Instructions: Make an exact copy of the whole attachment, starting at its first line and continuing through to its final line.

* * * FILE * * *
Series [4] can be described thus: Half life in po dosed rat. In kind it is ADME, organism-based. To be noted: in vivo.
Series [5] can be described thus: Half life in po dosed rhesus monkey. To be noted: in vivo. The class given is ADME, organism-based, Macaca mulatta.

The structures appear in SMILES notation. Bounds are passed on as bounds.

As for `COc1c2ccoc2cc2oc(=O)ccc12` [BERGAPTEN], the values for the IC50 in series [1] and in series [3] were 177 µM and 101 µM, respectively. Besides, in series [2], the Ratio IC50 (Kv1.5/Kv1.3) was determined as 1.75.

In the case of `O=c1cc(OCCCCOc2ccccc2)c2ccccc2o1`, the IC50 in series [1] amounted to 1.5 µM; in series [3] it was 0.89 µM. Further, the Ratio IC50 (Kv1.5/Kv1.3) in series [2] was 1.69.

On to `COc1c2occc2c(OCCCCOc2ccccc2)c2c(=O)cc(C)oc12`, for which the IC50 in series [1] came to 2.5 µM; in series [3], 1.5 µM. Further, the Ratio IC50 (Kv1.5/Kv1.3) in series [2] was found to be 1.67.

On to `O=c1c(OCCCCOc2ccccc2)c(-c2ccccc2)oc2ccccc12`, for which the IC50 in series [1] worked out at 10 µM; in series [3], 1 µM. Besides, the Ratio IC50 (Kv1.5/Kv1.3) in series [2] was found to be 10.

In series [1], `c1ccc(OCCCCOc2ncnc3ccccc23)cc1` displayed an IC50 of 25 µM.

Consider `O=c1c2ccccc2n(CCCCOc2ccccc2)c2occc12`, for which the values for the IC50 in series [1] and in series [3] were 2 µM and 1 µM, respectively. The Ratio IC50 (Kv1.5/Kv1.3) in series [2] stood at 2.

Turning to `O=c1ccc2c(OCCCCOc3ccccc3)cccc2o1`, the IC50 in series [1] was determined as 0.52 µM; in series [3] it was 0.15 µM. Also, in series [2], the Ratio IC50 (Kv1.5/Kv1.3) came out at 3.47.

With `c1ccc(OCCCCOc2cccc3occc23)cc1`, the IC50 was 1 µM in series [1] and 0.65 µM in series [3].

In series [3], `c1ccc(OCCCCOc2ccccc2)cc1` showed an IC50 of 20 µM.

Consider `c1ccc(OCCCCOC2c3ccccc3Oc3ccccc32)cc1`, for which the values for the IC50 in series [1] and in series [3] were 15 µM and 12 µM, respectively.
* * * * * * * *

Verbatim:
Series [4] can be described thus: Half life in po dosed rat. In kind it is ADME, organism-based. To be noted: in vivo.
Series [5] can be described thus: Half life in po dosed rhesus monkey. To be noted: in vivo. The class given is ADME, organism-based, Macaca mulatta.

The structures appear in SMILES notation. Bounds are passed on as bounds.

As for `COc1c2ccoc2cc2oc(=O)ccc12` [BERGAPTEN], the values for the IC50 in series [1] and in series [3] were 177 µM and 101 µM, respectively. Besides, in series [2], the Ratio IC50 (Kv1.5/Kv1.3) was determined as 1.75.

In the case of `O=c1cc(OCCCCOc2ccccc2)c2ccccc2o1`, the IC50 in series [1] amounted to 1.5 µM; in series [3] it was 0.89 µM. Further, the Ratio IC50 (Kv1.5/Kv1.3) in series [2] was 1.69.

On to `COc1c2occc2c(OCCCCOc2ccccc2)c2c(=O)cc(C)oc12`, for which the IC50 in series [1] came to 2.5 µM; in series [3], 1.5 µM. Further, the Ratio IC50 (Kv1.5/Kv1.3) in series [2] was found to be 1.67.

On to `O=c1c(OCCCCOc2ccccc2)c(-c2ccccc2)oc2ccccc12`, for which the IC50 in series [1] worked out at 10 µM; in series [3], 1 µM. Besides, the Ratio IC50 (Kv1.5/Kv1.3) in series [2] was found to be 10.

In series [1], `c1ccc(OCCCCOc2ncnc3ccccc23)cc1` displayed an IC50 of 25 µM.

Consider `O=c1c2ccccc2n(CCCCOc2ccccc2)c2occc12`, for which the values for the IC50 in series [1] and in series [3] were 2 µM and 1 µM, respectively. The Ratio IC50 (Kv1.5/Kv1.3) in series [2] stood at 2.

Turning to `O=c1ccc2c(OCCCCOc3ccccc3)cccc2o1`, the IC50 in series [1] was determined as 0.52 µM; in series [3] it was 0.15 µM. Also, in series [2], the Ratio IC50 (Kv1.5/Kv1.3) came out at 3.47.

With `c1ccc(OCCCCOc2cccc3occc23)cc1`, the IC50 was 1 µM in series [1] and 0.65 µM in series [3].

In series [3], `c1ccc(OCCCCOc2ccccc2)cc1` showed an IC50 of 20 µM.

Consider `c1ccc(OCCCCOC2c3ccccc3Oc3ccccc32)cc1`, for which the values for the IC50 in series [1] and in series [3] were 15 µM and 12 µM, respectively.